When Chris and Ed moved into their “dream home” in 2004, they were told they needed the maximum in flood insurance, coverage for $250,000. This made sense. They were carrying more than that in loans and, under federal law, property within a flood zone used for collateral is required to carry flood insurance. Supposedly, the premium is based on the severity of the flood zone and the height of the livable portion of the home from the base flood elevation. Everything Chris and Ed had done put their house more than three feet above that level.
When Chris got their first premium quote, she was incredulous.
She was told flood insurance would cost $35,000 a year.
“What do you mean? We’ve done everything?” she remembers asking. She was told nothing could be done. That was the rate.
Chris shopped nonetheless.
She found a broker who went the extra mile, although according to FEMA the premiums are fixed according to risk. Through Harleysville Insurance they were able to get a policy with a $5,000 premium.
Still, this didn’t make sense. In theory, the home is as safe from a storm surge as Veterans Memorial High School, which is used as a hurricane shelter and more than a mile from the Bay. Why should they have to pay that much?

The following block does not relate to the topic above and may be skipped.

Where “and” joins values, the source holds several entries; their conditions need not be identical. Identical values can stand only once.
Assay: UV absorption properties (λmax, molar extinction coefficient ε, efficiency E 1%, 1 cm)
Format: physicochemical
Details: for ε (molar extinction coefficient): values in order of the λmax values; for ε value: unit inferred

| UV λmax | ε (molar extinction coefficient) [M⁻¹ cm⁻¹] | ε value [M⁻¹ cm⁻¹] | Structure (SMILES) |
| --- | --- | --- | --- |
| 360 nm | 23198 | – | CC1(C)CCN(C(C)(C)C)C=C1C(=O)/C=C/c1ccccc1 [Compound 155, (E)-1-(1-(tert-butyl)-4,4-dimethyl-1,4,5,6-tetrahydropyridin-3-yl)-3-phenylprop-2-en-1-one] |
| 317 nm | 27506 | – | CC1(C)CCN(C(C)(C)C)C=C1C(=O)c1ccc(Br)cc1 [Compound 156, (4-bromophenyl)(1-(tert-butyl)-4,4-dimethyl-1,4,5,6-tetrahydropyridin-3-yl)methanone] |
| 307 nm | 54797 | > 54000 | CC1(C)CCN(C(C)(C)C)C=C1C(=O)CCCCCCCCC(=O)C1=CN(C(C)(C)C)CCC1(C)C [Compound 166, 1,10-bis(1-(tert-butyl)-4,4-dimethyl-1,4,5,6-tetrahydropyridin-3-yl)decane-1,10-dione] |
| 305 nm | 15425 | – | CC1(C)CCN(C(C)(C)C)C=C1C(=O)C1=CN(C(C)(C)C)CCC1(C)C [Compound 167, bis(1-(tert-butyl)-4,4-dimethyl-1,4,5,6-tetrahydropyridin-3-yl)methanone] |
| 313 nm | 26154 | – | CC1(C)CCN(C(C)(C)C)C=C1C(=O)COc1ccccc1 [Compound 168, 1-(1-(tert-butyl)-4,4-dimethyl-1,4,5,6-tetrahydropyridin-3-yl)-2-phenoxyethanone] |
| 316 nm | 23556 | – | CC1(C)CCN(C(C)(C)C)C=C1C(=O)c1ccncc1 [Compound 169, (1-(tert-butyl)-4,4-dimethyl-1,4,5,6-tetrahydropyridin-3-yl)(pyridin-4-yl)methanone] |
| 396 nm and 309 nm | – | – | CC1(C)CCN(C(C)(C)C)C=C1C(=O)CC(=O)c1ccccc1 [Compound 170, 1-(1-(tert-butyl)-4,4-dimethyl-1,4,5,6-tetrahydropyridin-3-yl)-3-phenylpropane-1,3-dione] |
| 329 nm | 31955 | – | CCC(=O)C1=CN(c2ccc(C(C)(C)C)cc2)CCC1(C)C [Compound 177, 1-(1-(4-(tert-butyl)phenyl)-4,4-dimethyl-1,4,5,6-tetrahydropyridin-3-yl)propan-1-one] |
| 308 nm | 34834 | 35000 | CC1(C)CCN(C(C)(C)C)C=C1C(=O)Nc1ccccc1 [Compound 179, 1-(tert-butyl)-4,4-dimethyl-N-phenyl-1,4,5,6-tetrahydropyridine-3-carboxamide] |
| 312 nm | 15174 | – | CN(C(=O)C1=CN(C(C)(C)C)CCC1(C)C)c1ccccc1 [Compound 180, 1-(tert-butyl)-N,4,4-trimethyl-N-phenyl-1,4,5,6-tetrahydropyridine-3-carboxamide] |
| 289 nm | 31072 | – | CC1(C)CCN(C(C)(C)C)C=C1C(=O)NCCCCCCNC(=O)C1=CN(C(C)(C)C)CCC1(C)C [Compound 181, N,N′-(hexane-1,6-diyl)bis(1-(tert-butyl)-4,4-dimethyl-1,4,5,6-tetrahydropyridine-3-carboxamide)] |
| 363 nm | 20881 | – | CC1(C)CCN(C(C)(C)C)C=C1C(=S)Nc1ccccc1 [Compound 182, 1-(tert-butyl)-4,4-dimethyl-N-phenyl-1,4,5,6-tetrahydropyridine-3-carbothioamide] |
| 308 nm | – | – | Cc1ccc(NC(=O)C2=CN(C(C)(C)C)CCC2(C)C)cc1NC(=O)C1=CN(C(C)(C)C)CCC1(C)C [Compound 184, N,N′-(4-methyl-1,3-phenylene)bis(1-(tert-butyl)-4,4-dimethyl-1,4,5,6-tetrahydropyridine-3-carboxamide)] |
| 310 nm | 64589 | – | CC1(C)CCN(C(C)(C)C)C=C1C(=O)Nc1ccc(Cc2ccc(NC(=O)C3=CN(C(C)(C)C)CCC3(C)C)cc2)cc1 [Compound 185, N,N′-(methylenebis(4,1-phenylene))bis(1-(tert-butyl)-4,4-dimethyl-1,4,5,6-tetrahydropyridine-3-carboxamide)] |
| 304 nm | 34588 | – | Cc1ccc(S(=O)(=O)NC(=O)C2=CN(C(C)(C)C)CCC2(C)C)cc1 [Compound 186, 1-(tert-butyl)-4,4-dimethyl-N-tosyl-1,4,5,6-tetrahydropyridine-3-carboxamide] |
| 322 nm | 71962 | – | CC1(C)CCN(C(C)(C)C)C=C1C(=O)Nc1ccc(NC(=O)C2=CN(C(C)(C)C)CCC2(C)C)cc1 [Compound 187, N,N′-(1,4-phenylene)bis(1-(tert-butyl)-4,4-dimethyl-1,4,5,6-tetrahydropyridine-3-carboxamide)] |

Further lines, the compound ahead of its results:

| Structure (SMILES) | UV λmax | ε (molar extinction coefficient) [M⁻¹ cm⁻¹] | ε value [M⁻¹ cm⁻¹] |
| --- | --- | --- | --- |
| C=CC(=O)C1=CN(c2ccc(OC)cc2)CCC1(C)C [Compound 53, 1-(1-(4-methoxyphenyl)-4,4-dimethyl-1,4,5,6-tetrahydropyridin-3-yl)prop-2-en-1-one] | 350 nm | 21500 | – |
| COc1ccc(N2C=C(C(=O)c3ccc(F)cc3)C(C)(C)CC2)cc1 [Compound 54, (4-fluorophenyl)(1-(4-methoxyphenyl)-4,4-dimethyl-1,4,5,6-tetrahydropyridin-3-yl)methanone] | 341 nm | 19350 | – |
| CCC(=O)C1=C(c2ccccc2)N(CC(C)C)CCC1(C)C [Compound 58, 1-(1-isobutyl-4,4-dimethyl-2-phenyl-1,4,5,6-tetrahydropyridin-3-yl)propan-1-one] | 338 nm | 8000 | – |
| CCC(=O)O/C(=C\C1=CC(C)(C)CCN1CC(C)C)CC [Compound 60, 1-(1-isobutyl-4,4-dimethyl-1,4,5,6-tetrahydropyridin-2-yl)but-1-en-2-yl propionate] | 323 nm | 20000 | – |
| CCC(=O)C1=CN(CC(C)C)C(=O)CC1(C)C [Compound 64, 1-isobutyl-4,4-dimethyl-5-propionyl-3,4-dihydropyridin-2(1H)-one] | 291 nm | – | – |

Michelle Burnett, state flood plain coordinator with the Rhode Island Emergency Management Agency (RIEMA), didn’t have an explanation. In a phone interview Monday, Burnett said it appears Chris and Ed did everything, and even took extra steps, to reduce flood and storm impacts. At 21 feet, the lowest living floor of the house is four feet above the base flood elevation level.
So, why was their premium so high?
“It makes me think there was an error in quoting the policy,” she said.
Meanwhile, people with older homes in the neighborhood, and at nowhere near the elevation of theirs, were paying premiums as low as $300.
“I talked to Reed’s [Senator] office. No one would lower the rate,” Chris said, describing how she contacted the state and the senator to argue their case.